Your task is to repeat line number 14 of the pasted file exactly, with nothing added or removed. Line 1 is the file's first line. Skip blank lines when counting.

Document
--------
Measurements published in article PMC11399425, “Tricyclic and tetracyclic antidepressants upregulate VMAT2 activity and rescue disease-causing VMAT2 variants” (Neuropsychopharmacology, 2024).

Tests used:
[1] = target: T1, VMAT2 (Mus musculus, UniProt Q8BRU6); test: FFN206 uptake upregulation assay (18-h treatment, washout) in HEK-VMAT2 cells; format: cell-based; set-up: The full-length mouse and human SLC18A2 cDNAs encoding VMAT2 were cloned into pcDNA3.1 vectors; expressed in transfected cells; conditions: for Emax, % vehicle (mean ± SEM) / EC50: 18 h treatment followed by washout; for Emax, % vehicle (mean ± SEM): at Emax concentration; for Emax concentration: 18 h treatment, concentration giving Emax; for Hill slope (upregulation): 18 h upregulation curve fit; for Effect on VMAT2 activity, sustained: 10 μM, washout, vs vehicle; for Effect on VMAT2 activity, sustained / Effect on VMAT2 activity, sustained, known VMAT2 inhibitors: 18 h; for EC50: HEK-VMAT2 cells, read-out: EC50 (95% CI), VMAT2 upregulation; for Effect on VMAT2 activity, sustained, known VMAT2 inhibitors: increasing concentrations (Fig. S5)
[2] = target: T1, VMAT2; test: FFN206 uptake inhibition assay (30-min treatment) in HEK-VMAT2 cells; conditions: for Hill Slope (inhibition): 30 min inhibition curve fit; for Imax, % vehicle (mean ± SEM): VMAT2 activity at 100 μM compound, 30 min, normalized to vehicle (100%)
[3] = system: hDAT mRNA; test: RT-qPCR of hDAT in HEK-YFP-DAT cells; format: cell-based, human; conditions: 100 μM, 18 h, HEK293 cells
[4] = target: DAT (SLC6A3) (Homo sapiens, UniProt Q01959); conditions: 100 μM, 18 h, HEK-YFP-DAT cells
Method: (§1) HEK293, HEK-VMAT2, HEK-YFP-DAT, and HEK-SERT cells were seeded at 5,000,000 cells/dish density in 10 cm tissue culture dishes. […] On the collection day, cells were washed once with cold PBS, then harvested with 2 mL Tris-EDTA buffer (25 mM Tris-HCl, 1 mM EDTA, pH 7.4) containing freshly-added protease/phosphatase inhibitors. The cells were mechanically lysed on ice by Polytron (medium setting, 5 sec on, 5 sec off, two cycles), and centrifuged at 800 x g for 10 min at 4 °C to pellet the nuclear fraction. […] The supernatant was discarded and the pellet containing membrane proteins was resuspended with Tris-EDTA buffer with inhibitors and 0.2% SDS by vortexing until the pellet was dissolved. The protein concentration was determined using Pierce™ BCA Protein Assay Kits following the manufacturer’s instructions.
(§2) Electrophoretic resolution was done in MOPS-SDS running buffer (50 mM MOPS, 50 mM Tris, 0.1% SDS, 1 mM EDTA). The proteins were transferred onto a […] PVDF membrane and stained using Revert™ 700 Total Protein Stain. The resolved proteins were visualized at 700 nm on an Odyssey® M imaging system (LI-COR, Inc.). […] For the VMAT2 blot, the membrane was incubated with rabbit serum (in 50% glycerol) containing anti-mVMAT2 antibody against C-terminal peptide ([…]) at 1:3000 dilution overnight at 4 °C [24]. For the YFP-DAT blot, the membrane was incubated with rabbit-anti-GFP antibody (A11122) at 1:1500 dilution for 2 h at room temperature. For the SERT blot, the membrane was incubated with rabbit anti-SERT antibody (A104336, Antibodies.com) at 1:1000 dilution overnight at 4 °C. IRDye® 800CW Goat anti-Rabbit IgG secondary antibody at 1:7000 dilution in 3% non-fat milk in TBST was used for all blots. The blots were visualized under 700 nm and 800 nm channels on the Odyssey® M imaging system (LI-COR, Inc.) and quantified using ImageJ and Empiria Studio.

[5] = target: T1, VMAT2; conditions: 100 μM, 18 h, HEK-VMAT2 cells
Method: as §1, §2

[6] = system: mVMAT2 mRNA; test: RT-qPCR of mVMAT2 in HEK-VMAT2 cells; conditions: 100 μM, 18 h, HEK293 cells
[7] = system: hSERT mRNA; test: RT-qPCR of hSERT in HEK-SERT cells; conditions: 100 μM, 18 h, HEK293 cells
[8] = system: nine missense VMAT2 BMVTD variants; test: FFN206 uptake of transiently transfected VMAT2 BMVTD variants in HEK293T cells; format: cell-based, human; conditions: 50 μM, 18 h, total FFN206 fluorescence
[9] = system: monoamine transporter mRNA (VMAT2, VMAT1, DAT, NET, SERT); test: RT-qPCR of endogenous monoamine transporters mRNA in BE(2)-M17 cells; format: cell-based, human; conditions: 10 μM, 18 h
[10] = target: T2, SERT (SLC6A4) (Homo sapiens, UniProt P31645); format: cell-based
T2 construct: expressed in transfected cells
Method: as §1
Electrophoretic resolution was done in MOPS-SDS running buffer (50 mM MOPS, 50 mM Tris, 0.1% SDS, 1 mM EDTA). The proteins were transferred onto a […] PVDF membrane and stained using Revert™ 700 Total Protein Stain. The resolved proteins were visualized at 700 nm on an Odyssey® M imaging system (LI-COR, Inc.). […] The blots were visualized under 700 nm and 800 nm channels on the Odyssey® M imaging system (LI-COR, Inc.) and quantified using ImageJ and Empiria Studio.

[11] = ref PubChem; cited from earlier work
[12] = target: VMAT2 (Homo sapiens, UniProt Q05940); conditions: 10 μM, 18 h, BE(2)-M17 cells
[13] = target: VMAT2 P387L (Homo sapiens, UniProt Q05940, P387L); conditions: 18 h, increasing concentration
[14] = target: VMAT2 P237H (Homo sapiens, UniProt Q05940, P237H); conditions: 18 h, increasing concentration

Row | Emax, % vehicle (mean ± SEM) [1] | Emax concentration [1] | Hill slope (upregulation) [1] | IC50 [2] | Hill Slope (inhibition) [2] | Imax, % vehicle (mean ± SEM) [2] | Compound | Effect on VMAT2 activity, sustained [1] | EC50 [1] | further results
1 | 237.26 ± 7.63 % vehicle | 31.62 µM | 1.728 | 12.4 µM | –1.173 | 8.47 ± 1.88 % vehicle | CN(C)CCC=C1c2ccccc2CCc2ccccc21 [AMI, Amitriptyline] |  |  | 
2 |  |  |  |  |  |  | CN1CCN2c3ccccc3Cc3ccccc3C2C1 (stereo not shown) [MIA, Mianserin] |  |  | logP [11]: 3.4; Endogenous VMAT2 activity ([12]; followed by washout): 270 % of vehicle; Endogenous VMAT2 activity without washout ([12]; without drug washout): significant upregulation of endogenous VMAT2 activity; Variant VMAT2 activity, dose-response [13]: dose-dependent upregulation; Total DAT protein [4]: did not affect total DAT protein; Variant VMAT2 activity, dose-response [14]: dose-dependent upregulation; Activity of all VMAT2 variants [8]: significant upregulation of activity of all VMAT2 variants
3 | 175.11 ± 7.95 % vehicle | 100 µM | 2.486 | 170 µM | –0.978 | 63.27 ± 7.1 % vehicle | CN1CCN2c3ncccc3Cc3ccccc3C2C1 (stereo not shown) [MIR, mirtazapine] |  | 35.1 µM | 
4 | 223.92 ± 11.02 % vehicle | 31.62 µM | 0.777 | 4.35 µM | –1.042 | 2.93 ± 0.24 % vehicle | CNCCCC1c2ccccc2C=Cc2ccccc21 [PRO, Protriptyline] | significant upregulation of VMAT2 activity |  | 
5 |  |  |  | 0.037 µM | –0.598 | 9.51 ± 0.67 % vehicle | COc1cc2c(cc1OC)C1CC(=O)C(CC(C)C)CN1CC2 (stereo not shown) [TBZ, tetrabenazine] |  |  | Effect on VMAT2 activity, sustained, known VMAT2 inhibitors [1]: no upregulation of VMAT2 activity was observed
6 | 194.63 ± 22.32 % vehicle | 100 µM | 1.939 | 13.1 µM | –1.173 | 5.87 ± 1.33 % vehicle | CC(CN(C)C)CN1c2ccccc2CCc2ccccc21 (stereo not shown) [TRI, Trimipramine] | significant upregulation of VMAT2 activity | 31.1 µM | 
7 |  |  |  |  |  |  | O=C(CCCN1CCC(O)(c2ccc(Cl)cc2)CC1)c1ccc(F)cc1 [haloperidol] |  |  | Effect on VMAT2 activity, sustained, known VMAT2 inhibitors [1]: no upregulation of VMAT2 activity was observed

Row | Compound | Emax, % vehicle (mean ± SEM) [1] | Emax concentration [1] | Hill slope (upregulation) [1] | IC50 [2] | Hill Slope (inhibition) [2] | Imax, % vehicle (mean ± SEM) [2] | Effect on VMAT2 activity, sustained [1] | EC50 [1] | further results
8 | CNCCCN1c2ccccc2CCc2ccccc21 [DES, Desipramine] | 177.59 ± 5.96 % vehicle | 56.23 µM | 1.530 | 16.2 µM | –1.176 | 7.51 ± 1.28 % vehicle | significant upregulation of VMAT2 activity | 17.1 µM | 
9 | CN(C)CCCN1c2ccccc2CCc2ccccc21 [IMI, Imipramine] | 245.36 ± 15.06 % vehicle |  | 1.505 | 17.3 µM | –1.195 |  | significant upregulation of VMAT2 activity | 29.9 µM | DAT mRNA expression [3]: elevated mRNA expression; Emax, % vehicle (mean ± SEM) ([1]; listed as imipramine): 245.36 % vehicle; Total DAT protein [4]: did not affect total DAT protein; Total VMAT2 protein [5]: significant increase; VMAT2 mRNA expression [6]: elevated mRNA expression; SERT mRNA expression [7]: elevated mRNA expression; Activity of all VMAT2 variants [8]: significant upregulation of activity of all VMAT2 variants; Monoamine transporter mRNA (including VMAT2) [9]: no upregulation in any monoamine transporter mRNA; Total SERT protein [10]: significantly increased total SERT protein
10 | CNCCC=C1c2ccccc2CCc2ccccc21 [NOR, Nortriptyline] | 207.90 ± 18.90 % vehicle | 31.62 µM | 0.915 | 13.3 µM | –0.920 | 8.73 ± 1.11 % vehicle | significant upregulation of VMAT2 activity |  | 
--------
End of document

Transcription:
[9] = system: monoamine transporter mRNA (VMAT2, VMAT1, DAT, NET, SERT); test: RT-qPCR of endogenous monoamine transporters mRNA in BE(2)-M17 cells; format: cell-based, human; conditions: 10 μM, 18 h